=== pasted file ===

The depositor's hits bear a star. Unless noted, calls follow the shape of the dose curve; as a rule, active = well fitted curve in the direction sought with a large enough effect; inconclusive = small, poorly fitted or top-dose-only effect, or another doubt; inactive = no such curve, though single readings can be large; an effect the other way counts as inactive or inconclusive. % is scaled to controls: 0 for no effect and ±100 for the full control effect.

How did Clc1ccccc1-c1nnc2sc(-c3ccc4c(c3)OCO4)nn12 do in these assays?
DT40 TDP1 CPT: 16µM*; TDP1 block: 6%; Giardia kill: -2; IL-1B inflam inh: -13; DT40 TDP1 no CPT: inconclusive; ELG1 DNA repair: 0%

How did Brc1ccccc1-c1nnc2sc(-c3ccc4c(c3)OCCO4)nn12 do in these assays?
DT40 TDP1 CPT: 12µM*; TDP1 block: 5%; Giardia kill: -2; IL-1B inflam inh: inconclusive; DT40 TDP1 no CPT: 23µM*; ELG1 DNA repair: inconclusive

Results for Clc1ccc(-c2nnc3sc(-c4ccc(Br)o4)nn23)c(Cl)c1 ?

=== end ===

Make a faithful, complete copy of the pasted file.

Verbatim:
The depositor's hits bear a star. Unless noted, calls follow the shape of the dose curve; as a rule, active = well fitted curve in the direction sought with a large enough effect; inconclusive = small, poorly fitted or top-dose-only effect, or another doubt; inactive = no such curve, though single readings can be large; an effect the other way counts as inactive or inconclusive. % is scaled to controls: 0 for no effect and ±100 for the full control effect.

How did Clc1ccccc1-c1nnc2sc(-c3ccc4c(c3)OCO4)nn12 do in these assays?
DT40 TDP1 CPT: 16µM*; TDP1 block: 6%; Giardia kill: -2; IL-1B inflam inh: -13; DT40 TDP1 no CPT: inconclusive; ELG1 DNA repair: 0%

How did Brc1ccccc1-c1nnc2sc(-c3ccc4c(c3)OCCO4)nn12 do in these assays?
DT40 TDP1 CPT: 12µM*; TDP1 block: 5%; Giardia kill: -2; IL-1B inflam inh: inconclusive; DT40 TDP1 no CPT: 23µM*; ELG1 DNA repair: inconclusive

Results for Clc1ccc(-c2nnc3sc(-c4ccc(Br)o4)nn23)c(Cl)c1 ?